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Feb 28, 2017

28 days of awareness: day 27

We're on the home straight now.  All the writing is done and dusted, proof-read and polished to a gleam. The poster images are winging their way to us through the Internet.

The website is being revised with an updated home and 'this month' pages describing the ransomwareness module.  We'll take the opportunity to quote Professor Angela Sasse, professor of human-centred technology and director of the UK Research Institute in the Science of Cyber Security at University College, University of London. Angela's comments at a European meeting resonated with me, in particular:
“In most organizations today, awareness training is just background noise. This stuff is being pushed at people but its going past them. They are not engaging with it and not changing as a result.”

Agreed, engaging the audience is crucial, Angela, but how?  Several engagement techniques are employed in the NoticeBored ransomware materials:
  • Rather than attempt to cover everything at once, we've focused on a specific topic: ransomware is a real and present danger, a genuine business concern right now
  • Next month's topic will be something different: even if ransomware is not exactly gripping, perhaps the next topic will be, or the next ...
  • We've found interesting angles to put across (e.g. using IoT things either as hostages or as platforms for further mischief), hoping to catch the eyes of our audiences 
  • The manner in which we express stuff reflects the distinct needs of different audiences e.g. the basics for a general audience vs. higher-level strategy, governance, policy and metrics for the management audience vs. more detailed and technical content for professionals
  • The materials address the key question "What's in it for me?" both at a personal level and as integral parts of both the corporation and of society at large
  • The variety and style of content supplied is designed to suit different learning preferences, for example some people prefer images and concepts, some prefer to read the written word, some like to be told or shown stuff, some like to chat about things, some just wanna have fun ... 
  • The volume of content varies also according to the audience e.g. busy senior managers typically prefer a more succinct and direct style, with the option to explore further if they choose to do so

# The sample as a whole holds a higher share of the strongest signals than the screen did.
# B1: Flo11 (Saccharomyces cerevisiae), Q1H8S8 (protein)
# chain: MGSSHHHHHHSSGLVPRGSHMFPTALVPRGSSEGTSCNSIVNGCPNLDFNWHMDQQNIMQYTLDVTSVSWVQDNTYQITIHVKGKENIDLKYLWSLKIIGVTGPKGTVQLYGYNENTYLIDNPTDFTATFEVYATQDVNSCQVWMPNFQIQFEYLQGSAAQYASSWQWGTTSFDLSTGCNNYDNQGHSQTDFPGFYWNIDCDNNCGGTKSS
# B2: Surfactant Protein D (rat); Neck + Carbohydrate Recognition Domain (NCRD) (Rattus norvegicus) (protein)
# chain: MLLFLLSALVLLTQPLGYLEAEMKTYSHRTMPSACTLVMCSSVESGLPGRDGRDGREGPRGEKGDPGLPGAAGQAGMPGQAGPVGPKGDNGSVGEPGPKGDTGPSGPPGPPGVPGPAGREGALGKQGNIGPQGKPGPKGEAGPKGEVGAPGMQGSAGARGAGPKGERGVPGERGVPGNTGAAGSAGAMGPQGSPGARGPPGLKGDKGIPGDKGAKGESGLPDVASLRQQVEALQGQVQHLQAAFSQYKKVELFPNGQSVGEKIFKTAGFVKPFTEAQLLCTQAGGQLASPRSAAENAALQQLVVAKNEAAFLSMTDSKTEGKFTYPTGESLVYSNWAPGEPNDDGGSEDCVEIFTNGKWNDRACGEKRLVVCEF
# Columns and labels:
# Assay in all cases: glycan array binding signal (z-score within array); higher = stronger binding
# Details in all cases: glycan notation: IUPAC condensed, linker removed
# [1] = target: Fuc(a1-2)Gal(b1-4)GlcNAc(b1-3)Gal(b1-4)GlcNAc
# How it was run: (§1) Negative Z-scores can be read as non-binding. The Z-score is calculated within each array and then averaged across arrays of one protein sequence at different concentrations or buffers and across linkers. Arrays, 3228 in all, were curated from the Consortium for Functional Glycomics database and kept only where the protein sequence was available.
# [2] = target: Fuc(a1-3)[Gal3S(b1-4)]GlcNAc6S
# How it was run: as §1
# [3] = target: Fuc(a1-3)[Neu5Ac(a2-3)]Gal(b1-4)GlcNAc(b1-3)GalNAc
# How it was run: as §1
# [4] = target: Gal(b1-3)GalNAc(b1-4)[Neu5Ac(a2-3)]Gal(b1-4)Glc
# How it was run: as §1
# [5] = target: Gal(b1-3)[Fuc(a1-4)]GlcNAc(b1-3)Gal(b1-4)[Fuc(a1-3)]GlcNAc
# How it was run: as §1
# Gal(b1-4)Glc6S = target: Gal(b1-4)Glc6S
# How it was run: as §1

• We're encouraging people from all parts and levels within the organization to interact on this one topic, socializing information security
  • The content mixes factual, advisory and motivational stuff, giving people the knowledge and impetus to think and hopefully act more securely while avoiding the desperately lame "Do X" by laying out reasons and options
  • The awareness materials are polished and professional, of the highest quality, designed as a coherent and consistent set that complement each other both within each module and across successive modules (e.g. we will surely mention malware again this year, and we will be looking for opportunities to bring up ransomware and IoT as a reminder of the March module
'Engagement techniques' are a valuable part of the train-the-trainer guide in every module. Aside from the basics of the scope and purpose of the module, an outline of the content and how we envisage it being customized and used etc., we also provide a set of Hinson tips each month.  The intention is to help customers up their game in security awareness, giving them creative ideas to make their awareness activities and programs even more effective.  Here are a couple of tips from this module:
Drive up reporting of incidents, near-misses and concerns by making a concerted effort to thank or reward anyone who reports actual or suspected malware etc.  Word will soon spread!  Work closely with the Help Desk, IT and HR on this.  Be generous to those who followed the correct procedures and helped avert potentially serious incidents.  Weave reported issues into your awareness program, openly acknowledging those who reported them.

Aside from the ransomware metric described in the metrics paper this month, stark statistics about the prevalence of ransomware and malware can help put such matters on the agenda – within reason.  It’s easy to default to an excessively sensationalist style that portrays everything in information security as a massive problem whereas, in reality, controls are strong enough on the whole to keep things in check.  On the other hand, strong security may reduce the number and severity of incidents to the point that people (quite rightly!) start to question whether the organization is over-investing in this area and has become so risk-averse that the business is being unduly constrained.  Aim for a careful balance.  Surveys, infographics and other published statistics and commentaries can be used to reinforce the point that the threats are real and that other similar organizations are suffering costly and disruptive incidents, even if we are not.
OK, enough for now. I need to get on. The end of month deadline is starting to make that whooshing noise like an approaching steam train.


Regards,